Re: Parsing wars (Bruce J Bell)
Wed, 9 Sep 1992 00:46:52 GMT

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Newsgroups: comp.compilers
From: (Bruce J Bell)
Organization: California Institute of Technology, Pasadena
Date: Wed, 9 Sep 1992 00:46:52 GMT
References: 92-09-006 92-09-043
Keywords: parse, LR(1)

jar@cheops.HQ.Ileaf.COM (Jim Roskind x5570) writes:

( about a stack-based parser that puts reduced nonterminals back on the input,
    instead of on the stack )

>The conseqeunces of this extension are quite significant, and the
>resulting parser engine provides a much larger class of parsers than LR
>parsers. Clearly all LR parsers are a subset of the above parsers, as
>doing the above "strange reduce" followed by a "shift" is identical to
>doing a classical LR engine "reduce."

>To see the weirdness of this extension, it can be noted that you can build
>an N pass parser using the above mechanisms. Certainly parsing is not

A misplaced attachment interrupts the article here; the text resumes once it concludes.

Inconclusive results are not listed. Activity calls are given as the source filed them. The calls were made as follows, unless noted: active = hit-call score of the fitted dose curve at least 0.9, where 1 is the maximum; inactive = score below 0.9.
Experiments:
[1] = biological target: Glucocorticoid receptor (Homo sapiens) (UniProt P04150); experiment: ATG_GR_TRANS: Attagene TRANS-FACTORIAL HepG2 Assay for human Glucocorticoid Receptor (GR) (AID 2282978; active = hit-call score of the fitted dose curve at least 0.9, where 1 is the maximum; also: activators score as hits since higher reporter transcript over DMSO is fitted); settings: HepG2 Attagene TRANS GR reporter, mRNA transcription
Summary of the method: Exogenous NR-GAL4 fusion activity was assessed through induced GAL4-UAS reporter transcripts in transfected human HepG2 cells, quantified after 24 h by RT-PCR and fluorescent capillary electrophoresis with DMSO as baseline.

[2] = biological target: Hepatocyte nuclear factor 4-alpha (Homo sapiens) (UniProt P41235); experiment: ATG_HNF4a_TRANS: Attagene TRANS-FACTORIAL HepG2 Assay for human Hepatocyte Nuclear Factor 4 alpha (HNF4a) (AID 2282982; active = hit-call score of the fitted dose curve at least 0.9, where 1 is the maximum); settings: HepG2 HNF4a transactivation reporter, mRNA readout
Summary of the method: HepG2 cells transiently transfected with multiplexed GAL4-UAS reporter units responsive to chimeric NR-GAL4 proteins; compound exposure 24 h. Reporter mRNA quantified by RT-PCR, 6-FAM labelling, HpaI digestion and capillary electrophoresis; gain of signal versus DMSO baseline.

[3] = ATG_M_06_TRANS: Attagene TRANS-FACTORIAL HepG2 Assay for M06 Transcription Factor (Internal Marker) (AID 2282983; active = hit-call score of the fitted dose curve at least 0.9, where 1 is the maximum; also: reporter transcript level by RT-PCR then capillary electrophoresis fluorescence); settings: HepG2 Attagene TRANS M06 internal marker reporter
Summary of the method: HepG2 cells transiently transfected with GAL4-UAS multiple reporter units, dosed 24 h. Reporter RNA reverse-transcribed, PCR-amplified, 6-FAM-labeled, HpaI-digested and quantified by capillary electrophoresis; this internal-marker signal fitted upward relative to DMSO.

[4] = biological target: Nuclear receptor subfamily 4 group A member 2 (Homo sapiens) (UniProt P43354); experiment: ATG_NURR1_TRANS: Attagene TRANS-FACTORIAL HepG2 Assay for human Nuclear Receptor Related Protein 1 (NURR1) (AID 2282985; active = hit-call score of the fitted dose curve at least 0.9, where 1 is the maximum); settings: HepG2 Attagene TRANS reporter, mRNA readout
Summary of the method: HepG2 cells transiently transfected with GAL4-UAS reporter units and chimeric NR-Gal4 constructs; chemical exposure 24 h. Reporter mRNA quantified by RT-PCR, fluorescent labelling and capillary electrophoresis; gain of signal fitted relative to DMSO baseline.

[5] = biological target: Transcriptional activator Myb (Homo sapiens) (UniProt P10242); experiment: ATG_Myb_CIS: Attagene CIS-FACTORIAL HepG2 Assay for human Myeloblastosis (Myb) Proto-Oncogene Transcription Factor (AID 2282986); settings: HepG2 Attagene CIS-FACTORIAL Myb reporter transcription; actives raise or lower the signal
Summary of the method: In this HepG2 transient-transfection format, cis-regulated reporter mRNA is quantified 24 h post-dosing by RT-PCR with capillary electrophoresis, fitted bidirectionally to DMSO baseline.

>restricted to Left to right, Right most derivation. ...

If you allow "single-reductions", this parser sounds an awful lot like a
Turing machine, but if you require that all reductions convert more than
one symbol to a nonterminal, you have a parser that is less powerful than
a Turing machine, but still more powerful than an LR parser. Either way,
I have heard this kind of parser referred to as a "two-stack parser",
since the "strange reduce" treats the input as a stack which is
initialized with the program text on it.

Also, if there are no single-reductions, you are guaranteed that the parse
takes time proportional to the length of the input string, while a 2-stack
parser with single-reductions could conceivably take a great deal of time,
or just enter an infinite loop...

I have looked into this class of parser as possibly being powerful enough
to integrate lexing into the parser. I doubt it would improve efficiency
much, but the idea of putting the entire front end into a single
conceptual framework has its appeal.

Bruce J. Bell

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